-By: Elliott (PG_E2lio2tR)

In the game of Warmachine and Hordes, there are some effects and conditions that will persist over several turns. These are called continuous effects. In this article, we will look at these different effects and how their rules work. We will also look at how they can be removed from some models, but at a cost.

Some weapons can cause an effect called Continuous Fire. They have this symbol attached to them:Cont-Fire. When a model is affected by this effect, they suffer a normally unboostable POW 12 damage roll during the maintenance phase. A model that is immune to fire damage (Imm-Fire)is not able to be affected by this.

Another effect is called Continuous Corrosion, shown asCont-Corrosion . While affected by this, a model will suffer one point of automatic damage during the maintenance phase. No damage roll needed. A model that is immune to Corrosion damage will not be affected by this. They will have this symbol on their card:Imm-Corrosion .

The damaged caused by Fire and Corrosion can be transferred by a Warlock to one of its Warbeasts. This damage can also be negated or diminished by Reinforcing the Powerfield of a Warcaster.

Stationary is an effect that basically freezes a model in place. Sometimes this is caused by weapons that deal cold damage (DmgType-Cold). Other times it is caused by magic that just messes with the mind of the model. Either way, the effect is the same. While stationary, a model is automatically hit from melee weapons and is at DEF 5 base. While stationary a model can not activate, so can not move in any way, attack, cast spells, or use a feat. They also can not engage a model in melee. What this means is that enemy models may leave the stationary model’s melee range without suffering a free strike. Also, both models do not get the +4 DEF vs ranged attacks and ranged magic attacks.

Sometimes these effects are caused by a crit from a weapon. These icons look like these symbolsCrit-FireCrit-Corrosion . Crit effects go off only on “to hit” rolls. You score a crit when there is a double rolled on this roll as long as you score enough to land the hit. Here are two examples of this. The first is if you roll two dice, needing an eight to hit and roll two 5s. Since you rolled above the needed number you land a hit as well as a crit. When boosting to hit you will only need to match two of those numbers. In the same example, you roll three dice instead of two. You roll two 4s and one 3. Since you score higher than the needed number to hit and two of the three dice are a match, you score a hit and a crit. The only exception to this is if you roll all 1s. If this is the case, you automatically miss and the effect does not happen.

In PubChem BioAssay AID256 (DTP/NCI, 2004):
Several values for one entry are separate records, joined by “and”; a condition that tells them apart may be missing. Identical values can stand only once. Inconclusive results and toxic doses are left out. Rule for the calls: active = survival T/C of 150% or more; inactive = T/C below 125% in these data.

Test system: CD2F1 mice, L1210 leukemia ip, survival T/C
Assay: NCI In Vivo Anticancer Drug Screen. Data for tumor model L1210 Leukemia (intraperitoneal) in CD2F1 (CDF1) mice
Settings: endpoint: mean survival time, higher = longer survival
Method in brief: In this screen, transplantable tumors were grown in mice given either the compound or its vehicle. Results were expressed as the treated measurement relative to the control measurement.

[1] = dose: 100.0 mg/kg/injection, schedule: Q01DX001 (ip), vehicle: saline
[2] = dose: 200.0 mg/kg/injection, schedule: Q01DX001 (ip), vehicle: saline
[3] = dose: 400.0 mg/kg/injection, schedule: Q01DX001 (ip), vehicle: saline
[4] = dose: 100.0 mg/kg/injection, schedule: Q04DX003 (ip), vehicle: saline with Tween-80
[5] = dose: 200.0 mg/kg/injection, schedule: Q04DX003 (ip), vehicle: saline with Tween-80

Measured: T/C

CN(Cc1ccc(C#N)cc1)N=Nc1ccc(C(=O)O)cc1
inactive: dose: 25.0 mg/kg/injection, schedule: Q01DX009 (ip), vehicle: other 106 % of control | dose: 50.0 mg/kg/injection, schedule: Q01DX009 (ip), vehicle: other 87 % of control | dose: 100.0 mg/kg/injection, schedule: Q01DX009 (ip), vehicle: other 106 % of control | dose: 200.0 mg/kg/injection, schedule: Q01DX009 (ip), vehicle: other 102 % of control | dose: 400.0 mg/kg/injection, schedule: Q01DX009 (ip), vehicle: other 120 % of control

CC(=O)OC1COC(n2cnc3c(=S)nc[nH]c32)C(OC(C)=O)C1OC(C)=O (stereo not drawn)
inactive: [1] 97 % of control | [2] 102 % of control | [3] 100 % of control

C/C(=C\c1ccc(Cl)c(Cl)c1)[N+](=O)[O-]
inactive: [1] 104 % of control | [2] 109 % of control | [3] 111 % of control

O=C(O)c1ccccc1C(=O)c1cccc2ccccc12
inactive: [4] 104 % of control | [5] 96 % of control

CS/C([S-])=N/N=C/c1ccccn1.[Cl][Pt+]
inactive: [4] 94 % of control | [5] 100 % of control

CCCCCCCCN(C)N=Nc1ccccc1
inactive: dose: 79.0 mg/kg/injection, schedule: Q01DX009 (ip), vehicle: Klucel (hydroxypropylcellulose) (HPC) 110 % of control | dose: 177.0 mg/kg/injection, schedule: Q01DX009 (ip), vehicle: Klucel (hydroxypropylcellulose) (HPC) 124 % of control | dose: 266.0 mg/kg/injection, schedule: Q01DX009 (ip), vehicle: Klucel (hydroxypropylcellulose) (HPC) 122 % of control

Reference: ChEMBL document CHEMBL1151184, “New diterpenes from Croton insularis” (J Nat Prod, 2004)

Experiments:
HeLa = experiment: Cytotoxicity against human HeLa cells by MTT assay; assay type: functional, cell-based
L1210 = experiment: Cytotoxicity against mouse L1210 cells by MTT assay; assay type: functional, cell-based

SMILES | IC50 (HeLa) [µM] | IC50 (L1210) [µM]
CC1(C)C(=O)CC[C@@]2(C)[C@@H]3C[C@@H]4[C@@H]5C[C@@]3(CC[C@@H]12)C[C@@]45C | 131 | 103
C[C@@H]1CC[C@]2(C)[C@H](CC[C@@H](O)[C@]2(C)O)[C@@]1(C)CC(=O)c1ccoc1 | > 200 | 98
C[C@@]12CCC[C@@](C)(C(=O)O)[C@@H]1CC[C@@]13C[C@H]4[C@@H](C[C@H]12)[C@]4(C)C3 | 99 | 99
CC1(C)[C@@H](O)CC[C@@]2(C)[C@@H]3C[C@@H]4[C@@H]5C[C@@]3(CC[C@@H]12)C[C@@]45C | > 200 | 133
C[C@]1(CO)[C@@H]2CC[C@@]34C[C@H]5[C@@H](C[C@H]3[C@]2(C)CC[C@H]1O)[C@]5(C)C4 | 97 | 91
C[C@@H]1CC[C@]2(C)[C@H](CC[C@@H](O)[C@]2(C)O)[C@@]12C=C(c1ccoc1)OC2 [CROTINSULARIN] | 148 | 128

These effects (fire, corrosion, stationary) can expire during your maintenance phase. Before applying damage from the effects or activations, roll a one d6 for each effect on a model. One a 1 or 2, the effect expires and no longer affects the model. On a 3 through 6, it remains in effect. You have to roll for each model affected individually. This means that if a model is in a unit, some may have the effect removed and others may not.

The Knock Down condition is similar to that of Stationary. A knocked down model is automatically hit in melee and has a base DEF of 5 vs ranged attacks and ranged magic. They can not engage models or be engaged. While knocked down, they can not cast spells, attack, use their feat or move. Where the two conditions differ is how they are removed. A knocked down model may forfeit its movement or its attack action to remove the Knock Down condition. If it does so, it may stand up and either move its base movement (no charging or running) or attack with a weapon. A warcaster or warlock may forfeit its attack action but still cast spells and use its feat normal from that point, including spells that require an attack roll or allow the model to perform melee attacks , such as the spell Flashing Blade.

During your control phase a Warcaster or Warlock can spend either focus or fury respectfully, to remove certain status conditions. Doing so is called Shaking. This is done after allocation of focus & leaching of fury. They do so by spending one point of fury or focus per effect they want to remove. So, if you want to remove two conditions it will cost two point of focus or fury to do so. The conditions that can be removed by this are Knock Down and Stationary as well as the effects of Blind and Shadow Bind. You can not shake Fire or Corrosion effects.

Warbeasts and Warjacks are allowed to shake these conditions as well. Warjacks do so by spending one point of fury that has been allocated to them or that they gained from Power Up. Warbeasts do so by placing being forces and having fury placed on them. This is done after their controlling Warlock has leeched fury and all required Threshold checks are completed and frenzy activations are done. Again this can be done once for each condition you would like to have removed from the model. If a Warjack can not be allocated Focus or a Warbeast can not be forced, then they will not be able to shake an effect.

This may seem like a crazy amount of rules to try to take in. However, after some practice and enough time playing with the effects on the table, it will all become second nature. If you play Menoth, the rules for Fire will become second nature to you. Khador will get a lot of experience making enemy models Stationary. The more you see it in action the more it will stick.  So, get out there, play games, and  have fun.